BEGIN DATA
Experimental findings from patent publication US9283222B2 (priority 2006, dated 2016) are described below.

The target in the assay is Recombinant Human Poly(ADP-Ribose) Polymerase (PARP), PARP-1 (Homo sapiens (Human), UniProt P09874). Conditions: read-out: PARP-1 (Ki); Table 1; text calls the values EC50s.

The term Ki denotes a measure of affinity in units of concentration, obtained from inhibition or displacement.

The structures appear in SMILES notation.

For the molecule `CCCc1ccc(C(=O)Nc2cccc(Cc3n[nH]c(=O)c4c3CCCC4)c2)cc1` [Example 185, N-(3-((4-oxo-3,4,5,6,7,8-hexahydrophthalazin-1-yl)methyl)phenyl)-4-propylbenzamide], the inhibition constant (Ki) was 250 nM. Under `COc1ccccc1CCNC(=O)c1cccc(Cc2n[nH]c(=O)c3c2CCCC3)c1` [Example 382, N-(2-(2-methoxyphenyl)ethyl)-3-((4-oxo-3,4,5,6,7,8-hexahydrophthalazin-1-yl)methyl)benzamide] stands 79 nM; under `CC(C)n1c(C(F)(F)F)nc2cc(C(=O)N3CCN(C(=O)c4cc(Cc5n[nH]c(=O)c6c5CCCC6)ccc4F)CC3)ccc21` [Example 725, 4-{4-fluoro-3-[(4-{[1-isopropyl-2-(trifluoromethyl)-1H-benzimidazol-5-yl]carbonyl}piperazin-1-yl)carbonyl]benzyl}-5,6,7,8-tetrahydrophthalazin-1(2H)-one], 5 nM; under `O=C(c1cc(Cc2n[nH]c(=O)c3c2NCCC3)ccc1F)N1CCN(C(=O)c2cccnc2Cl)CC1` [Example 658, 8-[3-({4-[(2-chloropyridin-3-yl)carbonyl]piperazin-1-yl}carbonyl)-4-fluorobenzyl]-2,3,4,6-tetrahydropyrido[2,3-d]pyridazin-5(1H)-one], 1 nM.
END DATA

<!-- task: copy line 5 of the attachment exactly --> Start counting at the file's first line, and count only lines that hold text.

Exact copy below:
For the molecule `CCCc1ccc(C(=O)Nc2cccc(Cc3n[nH]c(=O)c4c3CCCC4)c2)cc1` [Example 185, N-(3-((4-oxo-3,4,5,6,7,8-hexahydrophthalazin-1-yl)methyl)phenyl)-4-propylbenzamide], the inhibition constant (Ki) was 250 nM. Under `COc1ccccc1CCNC(=O)c1cccc(Cc2n[nH]c(=O)c3c2CCCC3)c1` [Example 382, N-(2-(2-methoxyphenyl)ethyl)-3-((4-oxo-3,4,5,6,7,8-hexahydrophthalazin-1-yl)methyl)benzamide] stands 79 nM; under `CC(C)n1c(C(F)(F)F)nc2cc(C(=O)N3CCN(C(=O)c4cc(Cc5n[nH]c(=O)c6c5CCCC6)ccc4F)CC3)ccc21` [Example 725, 4-{4-fluoro-3-[(4-{[1-isopropyl-2-(trifluoromethyl)-1H-benzimidazol-5-yl]carbonyl}piperazin-1-yl)carbonyl]benzyl}-5,6,7,8-tetrahydrophthalazin-1(2H)-one], 5 nM; under `O=C(c1cc(Cc2n[nH]c(=O)c3c2NCCC3)ccc1F)N1CCN(C(=O)c2cccnc2Cl)CC1` [Example 658, 8-[3-({4-[(2-chloropyridin-3-yl)carbonyl]piperazin-1-yl}carbonyl)-4-fluorobenzyl]-2,3,4,6-tetrahydropyrido[2,3-d]pyridazin-5(1H)-one], 1 nM.